I was querying like this:
SELECT count(*) FROM orders WHERE planned_shipping_date >= '2022-04-04' AND planned_shipping_date < '2022-04-05'
Then I came across this answer and, because in more complicated queries it made the query easier to read, I rewrote the query like this:
SELECT count(*) FROM orders WHERE planned_shipping_date <@ daterange('2022-04-04', '2022-04-05')
I believe they are semantically identical, but look at the plans:
Aggregate (cost=76.91..76.92 rows=1 width=8) (actual time=1.066..1.068 rows=1 loops=1) -> Index Only Scan using orders_planned_shipping_date_idx on orders (cost=0.29..69.73 rows=2872 width=0) (actual time=0.067..0.646 rows=2813 loops=1) Index Cond: ((planned_shipping_date >= '2022-04-04'::date) AND (planned_shipping_date < '2022-04-05'::date)) Heap Fetches: 0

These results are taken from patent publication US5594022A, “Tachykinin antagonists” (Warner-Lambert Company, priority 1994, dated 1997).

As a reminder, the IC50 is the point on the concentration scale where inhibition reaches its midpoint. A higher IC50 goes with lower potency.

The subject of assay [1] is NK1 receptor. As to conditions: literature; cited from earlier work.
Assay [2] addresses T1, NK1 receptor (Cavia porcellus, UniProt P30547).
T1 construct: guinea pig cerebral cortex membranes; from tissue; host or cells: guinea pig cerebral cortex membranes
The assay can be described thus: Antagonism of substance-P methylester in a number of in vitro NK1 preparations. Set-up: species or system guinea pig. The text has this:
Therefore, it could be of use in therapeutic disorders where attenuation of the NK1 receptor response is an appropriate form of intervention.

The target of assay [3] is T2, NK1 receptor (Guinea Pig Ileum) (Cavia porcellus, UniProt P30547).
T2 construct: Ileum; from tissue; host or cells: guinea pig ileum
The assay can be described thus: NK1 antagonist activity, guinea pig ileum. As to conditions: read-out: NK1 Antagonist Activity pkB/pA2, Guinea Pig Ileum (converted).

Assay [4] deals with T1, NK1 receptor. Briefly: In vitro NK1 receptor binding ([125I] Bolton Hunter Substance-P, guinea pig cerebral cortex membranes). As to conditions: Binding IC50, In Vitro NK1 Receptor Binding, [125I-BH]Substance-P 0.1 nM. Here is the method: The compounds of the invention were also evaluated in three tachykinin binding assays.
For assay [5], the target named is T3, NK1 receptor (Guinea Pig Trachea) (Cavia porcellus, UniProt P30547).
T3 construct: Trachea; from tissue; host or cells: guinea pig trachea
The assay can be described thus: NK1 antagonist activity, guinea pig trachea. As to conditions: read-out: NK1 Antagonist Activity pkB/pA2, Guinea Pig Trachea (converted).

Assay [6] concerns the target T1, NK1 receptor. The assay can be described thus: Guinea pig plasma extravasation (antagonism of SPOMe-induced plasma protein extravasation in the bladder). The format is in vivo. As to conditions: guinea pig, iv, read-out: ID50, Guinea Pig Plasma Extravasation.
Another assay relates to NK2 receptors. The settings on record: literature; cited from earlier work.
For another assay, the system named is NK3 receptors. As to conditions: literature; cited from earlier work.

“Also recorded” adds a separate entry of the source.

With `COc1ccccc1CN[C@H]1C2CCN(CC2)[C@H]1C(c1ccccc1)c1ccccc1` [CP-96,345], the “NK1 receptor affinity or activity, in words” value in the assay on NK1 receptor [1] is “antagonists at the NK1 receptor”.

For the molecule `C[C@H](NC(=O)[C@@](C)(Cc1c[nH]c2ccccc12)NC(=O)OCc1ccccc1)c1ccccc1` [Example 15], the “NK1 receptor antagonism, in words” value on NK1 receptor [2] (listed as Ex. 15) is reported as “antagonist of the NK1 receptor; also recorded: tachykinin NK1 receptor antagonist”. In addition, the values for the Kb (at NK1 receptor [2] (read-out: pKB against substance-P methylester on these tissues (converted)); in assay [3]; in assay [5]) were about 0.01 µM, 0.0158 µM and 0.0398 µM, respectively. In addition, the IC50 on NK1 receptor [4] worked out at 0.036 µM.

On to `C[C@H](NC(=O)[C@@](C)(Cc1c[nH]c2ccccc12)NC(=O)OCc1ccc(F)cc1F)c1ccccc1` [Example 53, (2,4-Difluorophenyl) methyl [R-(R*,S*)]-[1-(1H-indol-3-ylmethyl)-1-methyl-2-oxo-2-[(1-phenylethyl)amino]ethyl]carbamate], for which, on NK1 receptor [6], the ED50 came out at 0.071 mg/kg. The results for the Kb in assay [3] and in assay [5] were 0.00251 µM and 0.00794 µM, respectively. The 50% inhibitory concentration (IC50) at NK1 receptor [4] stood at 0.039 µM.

Aggregate (cost=2753.57..2753.58 rows=1 width=8) (actual time=18.309..18.311 rows=1 loops=1) -> Index Only Scan using orders_planned_shipping_date_idx on orders (cost=0.29..2751.93 rows=655 width=0) (actual time=17.520..18.132 rows=2813 loops=1) Filter: (planned_shipping_date <@ '[2022-04-04,2022-04-05)'::daterange) Rows Removed by Filter: 128138 Heap Fetches: 0
The use of the date range seems to preclude the use of an index.
Do I need a different index or should I just not use date ranges like this?